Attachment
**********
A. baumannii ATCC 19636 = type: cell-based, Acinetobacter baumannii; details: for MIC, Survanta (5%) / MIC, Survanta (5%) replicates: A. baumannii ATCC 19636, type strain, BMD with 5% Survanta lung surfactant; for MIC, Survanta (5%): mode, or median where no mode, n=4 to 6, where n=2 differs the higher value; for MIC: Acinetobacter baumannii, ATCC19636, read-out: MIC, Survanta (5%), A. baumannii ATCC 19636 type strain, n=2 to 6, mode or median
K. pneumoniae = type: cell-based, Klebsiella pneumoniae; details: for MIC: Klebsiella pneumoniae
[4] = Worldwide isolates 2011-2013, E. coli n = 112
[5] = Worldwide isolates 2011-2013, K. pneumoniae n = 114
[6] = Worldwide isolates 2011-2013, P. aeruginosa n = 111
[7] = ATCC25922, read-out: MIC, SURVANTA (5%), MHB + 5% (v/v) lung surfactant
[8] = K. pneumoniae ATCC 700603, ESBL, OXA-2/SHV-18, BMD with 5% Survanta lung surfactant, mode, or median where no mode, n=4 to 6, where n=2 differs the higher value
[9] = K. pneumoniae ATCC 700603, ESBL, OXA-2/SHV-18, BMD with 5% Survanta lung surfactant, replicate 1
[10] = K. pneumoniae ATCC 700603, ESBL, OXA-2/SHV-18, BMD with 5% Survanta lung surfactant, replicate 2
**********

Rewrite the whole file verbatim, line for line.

A. baumannii ATCC 19636 = type: cell-based, Acinetobacter baumannii; details: for MIC, Survanta (5%) / MIC, Survanta (5%) replicates: A. baumannii ATCC 19636, type strain, BMD with 5% Survanta lung surfactant; for MIC, Survanta (5%): mode, or median where no mode, n=4 to 6, where n=2 differs the higher value; for MIC: Acinetobacter baumannii, ATCC19636, read-out: MIC, Survanta (5%), A. baumannii ATCC 19636 type strain, n=2 to 6, mode or median
K. pneumoniae = type: cell-based, Klebsiella pneumoniae; details: for MIC: Klebsiella pneumoniae
[4] = Worldwide isolates 2011-2013, E. coli n = 112
[5] = Worldwide isolates 2011-2013, K. pneumoniae n = 114
[6] = Worldwide isolates 2011-2013, P. aeruginosa n = 111
[7] = ATCC25922, read-out: MIC, SURVANTA (5%), MHB + 5% (v/v) lung surfactant
[8] = K. pneumoniae ATCC 700603, ESBL, OXA-2/SHV-18, BMD with 5% Survanta lung surfactant, mode, or median where no mode, n=4 to 6, where n=2 differs the higher value
[9] = K. pneumoniae ATCC 700603, ESBL, OXA-2/SHV-18, BMD with 5% Survanta lung surfactant, replicate 1
[10] = K. pneumoniae ATCC 700603, ESBL, OXA-2/SHV-18, BMD with 5% Survanta lung surfactant, replicate 2